Cabbages and Condoms, Bangkok


We spent a hot, tiring morning exploring the beautiful Grand Palace and the Temple of the Emerald Buddha. It’s a pretty touristy spot, but worth a visit if you’re in Thailand for a few days. Guided tours take away the hassle of planning, but will set you back a bit more. The guides are fluent in English though, and very knowledgeable. Plus, you avoid the typical tourist traps such as the gem scams, pigeon feeding and the like.


Of course, as with any country with English as a second language, Thailand is full of unintentionally funny but helpful “Engrish” reminders. The one above was just outside the Temple of the Emerald Buddha. For a moment I wondered if my things would turn sentient and rise up against their erstwhile master.


After that tiring but educational Thai history and culture lesson, we asked the tour driver to drop us off at Cabbages and Condoms for lunch. Cabbages and Condoms is already a Bangkok institution, having been featured in travel shows such as Bizarre Foods with Andrew Zimmern, and coming highly recommended for any first-time visitor to Bangkok.


It also has helpful Engrish reminders to further its reproductive health-oriented theme. Proceeds from the restaurant actually go to educating farming and other rural communities regarding family planning and reproductive health. The name of the restaurant comes from the goal that even in poorer regions, people will be just as familiar with reproductive health as they are with the vegetables they plant. The fact that this restaurant is so successful just shows how backward my home country is compared to its neighbors.


As a complimentary appetizer, we were served prawn crackers, fondly known in the Philippines as “kropek”. In Bizarre Foods, some of the food actually had condoms slipped into them, and I had expected the same. Apparently though, this was either just a prank or a marketing ploy done just for the show.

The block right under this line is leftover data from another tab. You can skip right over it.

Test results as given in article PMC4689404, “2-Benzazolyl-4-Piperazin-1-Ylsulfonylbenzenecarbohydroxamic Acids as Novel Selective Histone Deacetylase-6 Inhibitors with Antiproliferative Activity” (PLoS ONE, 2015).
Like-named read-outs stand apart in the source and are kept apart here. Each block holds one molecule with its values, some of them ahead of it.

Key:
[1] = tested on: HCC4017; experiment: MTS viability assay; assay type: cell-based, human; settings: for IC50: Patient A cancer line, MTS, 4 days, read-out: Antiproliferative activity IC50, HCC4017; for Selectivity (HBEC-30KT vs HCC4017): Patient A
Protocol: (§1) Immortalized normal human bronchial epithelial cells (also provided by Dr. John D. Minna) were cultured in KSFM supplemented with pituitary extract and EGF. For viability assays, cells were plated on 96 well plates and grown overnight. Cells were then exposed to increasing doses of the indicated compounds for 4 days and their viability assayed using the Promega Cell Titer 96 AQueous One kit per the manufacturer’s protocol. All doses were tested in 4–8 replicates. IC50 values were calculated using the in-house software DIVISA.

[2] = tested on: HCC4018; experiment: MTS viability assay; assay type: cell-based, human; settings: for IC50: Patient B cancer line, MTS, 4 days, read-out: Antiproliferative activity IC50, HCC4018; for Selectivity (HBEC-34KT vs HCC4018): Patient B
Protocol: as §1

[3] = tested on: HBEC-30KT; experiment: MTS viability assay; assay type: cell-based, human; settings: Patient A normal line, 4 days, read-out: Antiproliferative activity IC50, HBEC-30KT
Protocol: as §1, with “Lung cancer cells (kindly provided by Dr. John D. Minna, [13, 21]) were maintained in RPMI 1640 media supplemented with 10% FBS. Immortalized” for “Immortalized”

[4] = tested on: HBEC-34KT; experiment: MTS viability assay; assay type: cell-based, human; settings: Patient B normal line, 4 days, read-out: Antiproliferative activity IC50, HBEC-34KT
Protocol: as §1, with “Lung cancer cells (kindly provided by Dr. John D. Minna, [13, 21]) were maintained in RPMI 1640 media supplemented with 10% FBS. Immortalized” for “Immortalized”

Due to a lack of choices available, I decided to order the beer they had on tap instead of a bottle of other local fare (there’s no way I’d touch a Heineken). Chang is the Red Horse Beer of Thailand, in that locals prefer this when they just want to get drunk quicker. It was dull, bland, so forgettable that it was actually memorable. Give me Singha any day.


Aside from fizzy yellow water, Chang also makes regular drinking water. The only differences between the two are the color and the relatively high alcohol by volume, really.


The vegetarian Pad Thai was marginally better here than the street food we had the night before. Still, I was somewhat disappointed. I found out that Cabbages tailors its flavors more toward visiting palates, so it’s not as “authentic”, i.e. flavorful and hot, as other Thai restaurants.


Roasted Duck Red Curry is something I never fail to get at Thai restaurants at home. I just found out before the trip though that this isn’t really a traditional Thai dish. Nevertheless, I was determined to try this at least once in Bangkok. Again, this was more suited to unfamiliar palates. The spices and heat were muted, but the fresh ingredients made this dish worth ordering nonetheless.


The Deep Fried Soft Shell Crab in Curry Sauce was the best thing I had at Cabbages. It was listed among the chef’s specials and caught my eye as I don’t recall seeing it before in restaurants in the Philippines. This was the spiciest and most flavorful of the dishes that lunch, and therefore, my favorite. It was a guilty pleasure pairing of crunch deep fried food with thick, creamy and spicy curry sauce.


The Tofu and Vegetable Green Curry was fresh and light, perfect given the early summer heat and the long tiring walk that preceded lunch. This would be excellent with a crisp, hoppy pilsener like Victory Prima Pils.


Bagoong Rice (fermented fish paste: I’m using the Filipino, not the Thai term) capped the meal. This is a simple enough dish to prepare but always fun to eat. There doesn’t seem to be much difference between bagoong rice among different restaurants, as compared to curry dishes, for example. But it is this familiarity and reliability that makes this an easy favorite.

Cabbages and Condoms is worth a visit, especially if one is afraid of spicy food. The food is decent, or at the very least a good introduction to Thai cuisine. Plus, the fact that it’s being run for an admirable cause alone makes it worth the journey. If anything, the kitschy, funny, almost weird condom-centric decor should be seen once.

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